THE Department of the Environment has confirmed that deer stalking will not be affected by a contentious bill to ban stag hunting.
Deer stalking is the practice whereby hunters shoot deer. They are licensed by the state to do so because they assist in keeping the deer population under control.
The Wild Deer Association of Ireland claims that the Wildlife (Amendment) Bill 2010, which is expected to become law by the summer, could have severe consequences for deer stalking.
This is because the current draft of the bill contains a provision which would make it illegal to hunt deer with two or more dogs.
The Wild Deer Association said this provision would “curb, inhibit and possibly render unworkable the officially recognised and endorsed method of deer stalking”.
This is because deer stalkers need several dogs to locate a fallen deer quickly “so that the animal may be dispatched humanely”, the association said.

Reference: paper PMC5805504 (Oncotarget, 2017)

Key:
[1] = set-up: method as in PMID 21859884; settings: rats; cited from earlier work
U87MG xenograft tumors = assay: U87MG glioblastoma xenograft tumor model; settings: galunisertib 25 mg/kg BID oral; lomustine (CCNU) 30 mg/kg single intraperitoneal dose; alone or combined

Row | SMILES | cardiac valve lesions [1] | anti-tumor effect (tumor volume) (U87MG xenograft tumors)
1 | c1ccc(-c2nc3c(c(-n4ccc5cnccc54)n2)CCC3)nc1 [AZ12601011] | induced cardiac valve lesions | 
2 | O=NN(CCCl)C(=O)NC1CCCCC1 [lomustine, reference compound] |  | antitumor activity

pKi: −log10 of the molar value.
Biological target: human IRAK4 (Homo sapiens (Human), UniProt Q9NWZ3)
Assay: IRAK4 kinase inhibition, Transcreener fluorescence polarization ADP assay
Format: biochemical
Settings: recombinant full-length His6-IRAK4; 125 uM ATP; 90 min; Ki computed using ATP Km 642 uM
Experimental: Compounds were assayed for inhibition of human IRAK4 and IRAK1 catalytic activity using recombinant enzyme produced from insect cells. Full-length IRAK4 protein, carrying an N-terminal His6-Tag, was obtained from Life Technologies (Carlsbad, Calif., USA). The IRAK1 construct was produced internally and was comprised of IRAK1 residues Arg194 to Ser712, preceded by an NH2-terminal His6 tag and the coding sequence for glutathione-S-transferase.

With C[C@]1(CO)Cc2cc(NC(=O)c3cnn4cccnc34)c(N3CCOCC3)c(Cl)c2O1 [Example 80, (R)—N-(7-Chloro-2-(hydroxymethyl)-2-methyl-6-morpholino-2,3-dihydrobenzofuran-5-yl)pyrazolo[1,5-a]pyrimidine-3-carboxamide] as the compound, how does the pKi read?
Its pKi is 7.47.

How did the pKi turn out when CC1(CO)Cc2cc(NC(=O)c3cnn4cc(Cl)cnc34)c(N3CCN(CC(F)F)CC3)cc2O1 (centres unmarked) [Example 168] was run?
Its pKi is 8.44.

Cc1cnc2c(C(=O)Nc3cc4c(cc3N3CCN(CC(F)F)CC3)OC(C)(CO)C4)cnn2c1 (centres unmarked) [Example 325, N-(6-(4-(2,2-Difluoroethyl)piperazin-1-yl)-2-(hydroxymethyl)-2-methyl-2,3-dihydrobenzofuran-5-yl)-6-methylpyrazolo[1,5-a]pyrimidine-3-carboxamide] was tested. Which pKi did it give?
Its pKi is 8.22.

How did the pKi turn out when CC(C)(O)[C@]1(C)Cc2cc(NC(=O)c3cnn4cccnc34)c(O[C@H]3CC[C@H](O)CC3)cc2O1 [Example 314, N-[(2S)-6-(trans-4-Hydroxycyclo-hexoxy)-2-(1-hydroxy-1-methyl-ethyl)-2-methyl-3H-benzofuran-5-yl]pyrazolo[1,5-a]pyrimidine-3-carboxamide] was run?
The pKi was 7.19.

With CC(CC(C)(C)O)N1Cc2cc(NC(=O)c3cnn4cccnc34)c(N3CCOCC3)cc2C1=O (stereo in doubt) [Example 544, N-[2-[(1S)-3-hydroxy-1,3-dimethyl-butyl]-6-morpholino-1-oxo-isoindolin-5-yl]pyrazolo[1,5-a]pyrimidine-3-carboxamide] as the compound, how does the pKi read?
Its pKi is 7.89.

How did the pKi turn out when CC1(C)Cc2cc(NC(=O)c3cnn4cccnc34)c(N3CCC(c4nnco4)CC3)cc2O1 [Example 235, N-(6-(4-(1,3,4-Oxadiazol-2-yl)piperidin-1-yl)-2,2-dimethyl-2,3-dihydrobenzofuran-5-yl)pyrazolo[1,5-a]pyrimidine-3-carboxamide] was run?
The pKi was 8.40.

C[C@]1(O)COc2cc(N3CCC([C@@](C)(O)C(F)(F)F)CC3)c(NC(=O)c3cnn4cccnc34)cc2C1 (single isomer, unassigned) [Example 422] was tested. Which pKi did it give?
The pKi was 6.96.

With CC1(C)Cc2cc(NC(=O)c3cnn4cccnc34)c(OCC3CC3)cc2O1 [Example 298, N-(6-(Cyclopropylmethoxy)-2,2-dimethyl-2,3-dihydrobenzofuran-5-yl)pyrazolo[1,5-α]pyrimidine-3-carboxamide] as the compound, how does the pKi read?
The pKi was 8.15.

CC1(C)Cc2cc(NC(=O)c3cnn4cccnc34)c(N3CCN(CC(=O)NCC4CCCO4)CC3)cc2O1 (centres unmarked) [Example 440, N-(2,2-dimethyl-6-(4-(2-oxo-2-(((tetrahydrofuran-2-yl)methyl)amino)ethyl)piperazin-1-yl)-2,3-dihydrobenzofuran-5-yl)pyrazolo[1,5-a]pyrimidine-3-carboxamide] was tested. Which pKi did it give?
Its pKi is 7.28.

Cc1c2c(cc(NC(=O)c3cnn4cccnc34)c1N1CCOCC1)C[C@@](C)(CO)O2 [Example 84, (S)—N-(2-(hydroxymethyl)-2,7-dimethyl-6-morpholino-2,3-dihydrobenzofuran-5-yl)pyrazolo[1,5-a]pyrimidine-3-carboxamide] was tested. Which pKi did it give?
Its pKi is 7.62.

“When a deer is wounded, it immediately retreats and hides in deep cover. Without the assistance of dogs, it could take stalkers several days to locate a wounded deer or the deer might never be found. Thus, the purpose of using dogs is an entirely humane one.”
But a spokesman for Environment Minister John Gormley, who is bringing forward the bill, last night made clear that the legislation was not intended to impact on deer stalking.
An amendment would be made to the bill to ensure that deer stalking remained unaffected, the spokesman added.
The sole purpose of the bill was to ban stag hunting, he said. Stag hunting is the practice whereby huntsmen on horseback use a pack of hounds to pursue a male deer, or stag.
Animal rights campaigners claim stag hunting is cruel as it subjects the deer to a distressing ordeal which can last several hours. In practice, the bill is targeting just a single group, the Ward Union Hunt based in Meath, as it is the only stag hunting organisation in the country.
The minister’s spokesman said it had already been made clear to the Wild Deer Association that deer stalking would not be affected by the bill. But this communication did not seem to have reached the TDs on the Oireachtas Environment committee yesterday, several of whom criticised Mr Gormley and his officials over the bill.
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